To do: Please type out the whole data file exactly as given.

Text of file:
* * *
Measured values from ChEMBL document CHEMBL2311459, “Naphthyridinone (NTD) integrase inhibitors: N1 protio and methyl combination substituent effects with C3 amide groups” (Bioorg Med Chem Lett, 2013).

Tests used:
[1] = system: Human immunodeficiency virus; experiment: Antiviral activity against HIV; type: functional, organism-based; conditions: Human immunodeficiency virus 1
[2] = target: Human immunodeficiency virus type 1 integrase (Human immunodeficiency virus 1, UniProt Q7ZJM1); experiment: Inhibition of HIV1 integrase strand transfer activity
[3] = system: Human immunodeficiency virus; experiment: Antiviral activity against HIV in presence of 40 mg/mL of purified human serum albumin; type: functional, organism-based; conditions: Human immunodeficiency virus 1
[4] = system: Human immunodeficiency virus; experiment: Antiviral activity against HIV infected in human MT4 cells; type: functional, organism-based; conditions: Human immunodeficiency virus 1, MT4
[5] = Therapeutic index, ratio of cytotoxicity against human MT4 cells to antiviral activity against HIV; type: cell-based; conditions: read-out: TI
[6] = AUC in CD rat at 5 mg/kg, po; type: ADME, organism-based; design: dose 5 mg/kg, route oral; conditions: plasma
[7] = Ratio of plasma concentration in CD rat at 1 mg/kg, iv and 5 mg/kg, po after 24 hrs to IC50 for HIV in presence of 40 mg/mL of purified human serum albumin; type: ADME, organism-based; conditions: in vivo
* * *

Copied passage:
Measured values from ChEMBL document CHEMBL2311459, “Naphthyridinone (NTD) integrase inhibitors: N1 protio and methyl combination substituent effects with C3 amide groups” (Bioorg Med Chem Lett, 2013).

Tests used:
[1] = system: Human immunodeficiency virus; experiment: Antiviral activity against HIV; type: functional, organism-based; conditions: Human immunodeficiency virus 1
[2] = target: Human immunodeficiency virus type 1 integrase (Human immunodeficiency virus 1, UniProt Q7ZJM1); experiment: Inhibition of HIV1 integrase strand transfer activity
[3] = system: Human immunodeficiency virus; experiment: Antiviral activity against HIV in presence of 40 mg/mL of purified human serum albumin; type: functional, organism-based; conditions: Human immunodeficiency virus 1
[4] = system: Human immunodeficiency virus; experiment: Antiviral activity against HIV infected in human MT4 cells; type: functional, organism-based; conditions: Human immunodeficiency virus 1, MT4
[5] = Therapeutic index, ratio of cytotoxicity against human MT4 cells to antiviral activity against HIV; type: cell-based; conditions: read-out: TI
[6] = AUC in CD rat at 5 mg/kg, po; type: ADME, organism-based; design: dose 5 mg/kg, route oral; conditions: plasma
[7] = Ratio of plasma concentration in CD rat at 1 mg/kg, iv and 5 mg/kg, po after 24 hrs to IC50 for HIV in presence of 40 mg/mL of purified human serum albumin; type: ADME, organism-based; conditions: in vivo